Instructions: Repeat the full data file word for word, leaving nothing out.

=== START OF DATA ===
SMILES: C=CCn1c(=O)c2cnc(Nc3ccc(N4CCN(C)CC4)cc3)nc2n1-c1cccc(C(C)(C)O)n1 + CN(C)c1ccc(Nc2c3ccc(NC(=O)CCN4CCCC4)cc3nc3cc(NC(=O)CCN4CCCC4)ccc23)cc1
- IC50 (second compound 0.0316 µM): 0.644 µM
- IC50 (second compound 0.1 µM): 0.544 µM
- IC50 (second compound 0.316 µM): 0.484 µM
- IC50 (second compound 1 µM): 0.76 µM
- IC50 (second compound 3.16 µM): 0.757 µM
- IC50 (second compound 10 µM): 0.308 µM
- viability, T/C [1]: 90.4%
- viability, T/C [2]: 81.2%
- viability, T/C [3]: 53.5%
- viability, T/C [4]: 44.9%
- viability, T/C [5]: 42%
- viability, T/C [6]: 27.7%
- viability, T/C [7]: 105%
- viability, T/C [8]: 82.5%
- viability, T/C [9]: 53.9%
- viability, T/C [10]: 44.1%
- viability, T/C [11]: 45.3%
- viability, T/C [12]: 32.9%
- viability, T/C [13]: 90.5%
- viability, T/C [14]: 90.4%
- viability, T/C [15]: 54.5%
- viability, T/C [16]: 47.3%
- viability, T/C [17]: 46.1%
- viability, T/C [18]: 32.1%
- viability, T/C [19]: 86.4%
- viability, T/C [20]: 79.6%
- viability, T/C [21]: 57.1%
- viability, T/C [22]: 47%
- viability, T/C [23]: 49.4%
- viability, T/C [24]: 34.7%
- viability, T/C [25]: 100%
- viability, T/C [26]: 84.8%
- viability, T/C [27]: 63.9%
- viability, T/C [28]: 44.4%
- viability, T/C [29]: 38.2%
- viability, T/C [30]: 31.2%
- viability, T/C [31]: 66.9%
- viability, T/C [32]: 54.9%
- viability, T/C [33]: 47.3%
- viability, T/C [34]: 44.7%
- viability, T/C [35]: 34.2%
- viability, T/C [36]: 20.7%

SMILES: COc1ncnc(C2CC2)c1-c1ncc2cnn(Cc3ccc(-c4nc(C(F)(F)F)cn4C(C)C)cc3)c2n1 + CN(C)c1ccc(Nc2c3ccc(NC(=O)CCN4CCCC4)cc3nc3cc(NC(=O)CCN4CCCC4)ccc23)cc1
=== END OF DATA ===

SMILES: C=CCn1c(=O)c2cnc(Nc3ccc(N4CCN(C)CC4)cc3)nc2n1-c1cccc(C(C)(C)O)n1 + CN(C)c1ccc(Nc2c3ccc(NC(=O)CCN4CCCC4)cc3nc3cc(NC(=O)CCN4CCCC4)ccc23)cc1
- IC50 (second compound 0.0316 µM): 0.644 µM
- IC50 (second compound 0.1 µM): 0.544 µM
- IC50 (second compound 0.316 µM): 0.484 µM
- IC50 (second compound 1 µM): 0.76 µM
- IC50 (second compound 3.16 µM): 0.757 µM
- IC50 (second compound 10 µM): 0.308 µM
- viability, T/C [1]: 90.4%
- viability, T/C [2]: 81.2%
- viability, T/C [3]: 53.5%
- viability, T/C [4]: 44.9%
- viability, T/C [5]: 42%
- viability, T/C [6]: 27.7%
- viability, T/C [7]: 105%
- viability, T/C [8]: 82.5%
- viability, T/C [9]: 53.9%
- viability, T/C [10]: 44.1%
- viability, T/C [11]: 45.3%
- viability, T/C [12]: 32.9%
- viability, T/C [13]: 90.5%
- viability, T/C [14]: 90.4%
- viability, T/C [15]: 54.5%
- viability, T/C [16]: 47.3%
- viability, T/C [17]: 46.1%
- viability, T/C [18]: 32.1%
- viability, T/C [19]: 86.4%
- viability, T/C [20]: 79.6%
- viability, T/C [21]: 57.1%
- viability, T/C [22]: 47%
- viability, T/C [23]: 49.4%
- viability, T/C [24]: 34.7%
- viability, T/C [25]: 100%
- viability, T/C [26]: 84.8%
- viability, T/C [27]: 63.9%
- viability, T/C [28]: 44.4%
- viability, T/C [29]: 38.2%
- viability, T/C [30]: 31.2%
- viability, T/C [31]: 66.9%
- viability, T/C [32]: 54.9%
- viability, T/C [33]: 47.3%
- viability, T/C [34]: 44.7%
- viability, T/C [35]: 34.2%
- viability, T/C [36]: 20.7%

SMILES: COc1ncnc(C2CC2)c1-c1ncc2cnn(Cc3ccc(-c4nc(C(F)(F)F)cn4C(C)C)cc3)c2n1 + CN(C)c1ccc(Nc2c3ccc(NC(=O)CCN4CCCC4)cc3nc3cc(NC(=O)CCN4CCCC4)ccc23)cc1